Wednesday, August 27, 2014

On Characters: How to flesh them out and keep them organized

When I wrote my first novel, I still had quite a bit of learning to do. I consider the entire process one big educational experience. When I wrote my first draft, I didn't feel like I knew my characters very well. As a result, some scenes were difficult to get right. Reactions and dialogue didn't seem genuine.

For the second draft, I decided to go through the process of fleshing out the characters and as one would imagine, had a much easier time writing after that. The experience taught me that writing without fleshing out one's characters is like marrying a stranger. You just don't know what you're getting yourself into.

For my current writing project, I decided to start on the right foot. Not only did I want to get to know my characters, but I knew that I needed to keep this information organized.

Main Characters: I did some research online and found several character worksheets. They usually vary a little bit, but I took from them what I needed. Most character worksheets include things like first childhood memory, character's biggest secret, pet peeves, etc. A lot of this won't go into the book, but it helps you to get to know the characters and create better dialogue, reactions, etc. To stay organized, I keep a worksheet for each separate character saved on my computer in a file folder.

I consider my "main" characters any individual who experiences growth throughout the story. Obviously there will be certain characters that pop in and out and don't necessarily need the same treatment. That brings me to...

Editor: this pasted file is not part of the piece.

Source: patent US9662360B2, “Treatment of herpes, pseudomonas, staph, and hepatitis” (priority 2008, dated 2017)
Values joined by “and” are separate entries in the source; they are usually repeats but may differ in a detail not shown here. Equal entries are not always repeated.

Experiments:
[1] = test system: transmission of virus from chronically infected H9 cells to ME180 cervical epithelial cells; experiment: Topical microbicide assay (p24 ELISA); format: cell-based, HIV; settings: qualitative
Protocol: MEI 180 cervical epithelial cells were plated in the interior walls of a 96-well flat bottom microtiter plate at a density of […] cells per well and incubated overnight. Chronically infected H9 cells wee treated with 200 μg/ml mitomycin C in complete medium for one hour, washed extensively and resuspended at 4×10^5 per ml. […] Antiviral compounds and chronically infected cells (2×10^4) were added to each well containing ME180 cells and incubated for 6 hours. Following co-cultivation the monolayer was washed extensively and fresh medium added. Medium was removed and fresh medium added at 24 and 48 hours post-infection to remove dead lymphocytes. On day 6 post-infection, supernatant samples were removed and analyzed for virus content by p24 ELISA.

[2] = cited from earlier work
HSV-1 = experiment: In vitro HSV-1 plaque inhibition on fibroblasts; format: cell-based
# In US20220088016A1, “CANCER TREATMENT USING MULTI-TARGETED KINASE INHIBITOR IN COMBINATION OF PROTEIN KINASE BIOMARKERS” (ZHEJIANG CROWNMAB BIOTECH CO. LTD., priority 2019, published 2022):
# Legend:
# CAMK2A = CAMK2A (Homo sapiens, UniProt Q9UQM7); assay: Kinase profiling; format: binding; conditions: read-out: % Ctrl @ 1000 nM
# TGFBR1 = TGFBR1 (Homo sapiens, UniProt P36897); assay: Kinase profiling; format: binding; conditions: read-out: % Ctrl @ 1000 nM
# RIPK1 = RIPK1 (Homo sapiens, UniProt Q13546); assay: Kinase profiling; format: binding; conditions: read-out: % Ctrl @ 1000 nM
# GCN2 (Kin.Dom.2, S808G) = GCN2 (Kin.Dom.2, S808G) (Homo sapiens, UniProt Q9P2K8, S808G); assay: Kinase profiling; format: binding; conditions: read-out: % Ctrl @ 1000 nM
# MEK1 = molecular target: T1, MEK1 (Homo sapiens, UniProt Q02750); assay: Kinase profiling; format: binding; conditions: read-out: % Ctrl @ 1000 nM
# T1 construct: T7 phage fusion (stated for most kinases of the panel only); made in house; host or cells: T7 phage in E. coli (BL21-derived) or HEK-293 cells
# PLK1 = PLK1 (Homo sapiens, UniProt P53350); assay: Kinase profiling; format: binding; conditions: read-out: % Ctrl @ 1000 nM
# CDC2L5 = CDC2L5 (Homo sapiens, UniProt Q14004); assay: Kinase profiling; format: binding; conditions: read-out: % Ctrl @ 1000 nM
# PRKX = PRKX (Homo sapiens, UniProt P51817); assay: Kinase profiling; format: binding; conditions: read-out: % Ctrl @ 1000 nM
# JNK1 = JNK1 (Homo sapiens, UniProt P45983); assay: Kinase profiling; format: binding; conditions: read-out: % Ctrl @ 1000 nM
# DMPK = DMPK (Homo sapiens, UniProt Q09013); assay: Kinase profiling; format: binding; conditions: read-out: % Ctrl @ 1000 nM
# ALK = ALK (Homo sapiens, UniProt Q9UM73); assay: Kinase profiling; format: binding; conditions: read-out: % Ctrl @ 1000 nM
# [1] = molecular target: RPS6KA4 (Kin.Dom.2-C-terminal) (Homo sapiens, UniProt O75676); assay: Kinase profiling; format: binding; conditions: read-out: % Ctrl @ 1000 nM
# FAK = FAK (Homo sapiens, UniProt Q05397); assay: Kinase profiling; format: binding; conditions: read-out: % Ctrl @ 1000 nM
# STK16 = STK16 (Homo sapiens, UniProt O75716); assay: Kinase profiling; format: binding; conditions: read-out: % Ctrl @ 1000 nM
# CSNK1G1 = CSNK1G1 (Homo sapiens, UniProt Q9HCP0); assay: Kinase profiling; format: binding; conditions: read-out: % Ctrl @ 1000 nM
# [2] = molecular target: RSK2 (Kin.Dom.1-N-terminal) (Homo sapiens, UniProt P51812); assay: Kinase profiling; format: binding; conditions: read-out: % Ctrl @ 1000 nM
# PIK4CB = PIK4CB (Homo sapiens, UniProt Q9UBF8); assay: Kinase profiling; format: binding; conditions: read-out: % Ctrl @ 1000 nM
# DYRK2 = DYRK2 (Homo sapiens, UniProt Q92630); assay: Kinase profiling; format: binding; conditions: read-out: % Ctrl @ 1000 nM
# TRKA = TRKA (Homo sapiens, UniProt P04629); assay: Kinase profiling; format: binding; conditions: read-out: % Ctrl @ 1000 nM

Secondary Characters: For these smaller roles, I personally don't feel that a worksheet is really necessary, though you do need to make some decisions. At the very least, you need to know last names, ethnicity, hair and eye color, and a basic cultural/education/financial background.

Once I've figured out all the details for each character, I write the most important ones on flashcards. Sometimes when I'm writing I can easily forget certain details. The flash cards are a quick, easy reminder when I need them.

Now that I've got the characters under my belt, I'm well on my way to my first draft. I'll keep you all updated with my progress. So far so good!

Sunday, August 24, 2014

On Musical Inspiration: Great Writing Songs

A lot of writers talk about their favorite writing soundtracks and for good reason. Music stirs up so many emotions that help when you are brainstorming different plot points or character reactions.

Personally, I use a project-by-project method when building a playlist. When I start something new, I'm automatically on the lookout for great songs to spark different emotions that I'll need when writing. I love YouTube because I can make myself an inspiration playlist and just sit back and let the creativity flow.

I thought it might be fun to share some of my all-time favorite writing soundtracks and some that are inspiring my current work.

  • Finding Neverland - Tempo varies, but a lot of great piano work that always tends to sweep me away.
  • Edward Scissorhands - I love the entire soundtrack, but there is one score in particular that pulls at my creative heart strings every time. 
  • One Tree Hill - Whether or not you are a fan of the show, if you are looking for great songs then definitely keep their soundtracks in mind. What I love about tv show soundtracks are the diversity they bring, often showcasing talent you wouldn't have heard otherwise.